South Africa's Sasol to cut annual capex in turnaround strategy
(Adds detail, background)
JOHANNESBURG, Dec 2 (Reuters) - South Africa's Sasol
aims to cut annual capital expenditure by 30% and
reduce costs over the next 3 to 4 years as part of its
turnaround strategy, the petrochemicals giant said on Wednesday.
Sasol, which has been restructuring its operations to cut
down debt, said it aimed to be more competitive, increase cash
generation and remain resilient at $45 per barrel oil price.
Sasol, the world's top manufacturer of motor fuel from coal,
has been battling high debt amid lower oil and chemicals prices
and the impact of COVID-19.
"We need to transform the business so that it is highly cash
generative, with a diversified asset base that yields
competitive returns to our shareholders through commodity cycles
and market volatility," Chief Financial Officer Paul Victor
Sasol said it planned to reduce annual capital expenditure
to between 20 billion to 25 billion rand, cut fixed costs by as
much as 20% and boost gross margins by up to 10%.
Investors have been concerned by the company's rising debt,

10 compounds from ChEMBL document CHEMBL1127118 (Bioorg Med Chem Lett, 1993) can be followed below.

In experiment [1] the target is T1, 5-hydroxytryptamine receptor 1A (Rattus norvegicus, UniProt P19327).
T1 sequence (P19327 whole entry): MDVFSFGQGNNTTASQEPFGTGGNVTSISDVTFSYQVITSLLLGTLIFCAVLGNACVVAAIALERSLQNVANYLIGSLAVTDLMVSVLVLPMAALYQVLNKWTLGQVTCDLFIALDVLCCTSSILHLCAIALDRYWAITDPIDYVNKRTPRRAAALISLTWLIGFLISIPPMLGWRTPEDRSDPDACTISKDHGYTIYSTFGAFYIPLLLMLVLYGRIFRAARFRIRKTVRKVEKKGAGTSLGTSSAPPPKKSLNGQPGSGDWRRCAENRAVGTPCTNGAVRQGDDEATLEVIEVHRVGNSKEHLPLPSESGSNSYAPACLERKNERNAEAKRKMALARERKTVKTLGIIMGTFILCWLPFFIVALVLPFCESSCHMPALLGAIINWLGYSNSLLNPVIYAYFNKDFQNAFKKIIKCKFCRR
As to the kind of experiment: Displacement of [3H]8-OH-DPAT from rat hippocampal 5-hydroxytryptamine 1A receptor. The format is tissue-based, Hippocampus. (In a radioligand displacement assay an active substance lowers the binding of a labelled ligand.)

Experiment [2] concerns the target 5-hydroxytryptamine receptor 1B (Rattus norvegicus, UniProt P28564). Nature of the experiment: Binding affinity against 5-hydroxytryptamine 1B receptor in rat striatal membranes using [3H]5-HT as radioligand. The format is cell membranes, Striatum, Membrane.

which stood at 189.7 billion rand for the year to June 30, after
cost overruns and delays in construction at its Lake Charles
Chemical Project (LCCP).
To tide over a debt crisis and repair its balance sheet,
Sasol embarked on a three-pronged strategy this year which
included disposal of assets, cash conservation efforts and a
potential rights issue of up to $2 billion.
As part of the process Sasol agreed to sell 50% of its
Louisiana based chemicals business at Lake Charles for $2
billion and form a joint venture with chemical company
The company said it expects $3.5 billion of asset
divestments by the end of its 2020 financial year.
(Reporting by Tanisha Heiberg; editing by Mfuneko Toyana and
First Published: 2020-12-02 14:59:29
Updated 2020-12-02 16:12:28
© 2021 Thomson Reuters. All rights reserved. Reuters content is the intellectual property of Thomson Reuters or its third party content providers. Any copying, republication or redistribution of Reuters content, including by framing or similar means, is expressly prohibited without the prior written consent of Thomson Reuters. Thomson Reuters shall not be liable for any errors or delays in content, or for any actions taken in reliance thereon. "Reuters" and the Reuters Logo are trademarks of Thomson Reuters and its affiliated companies.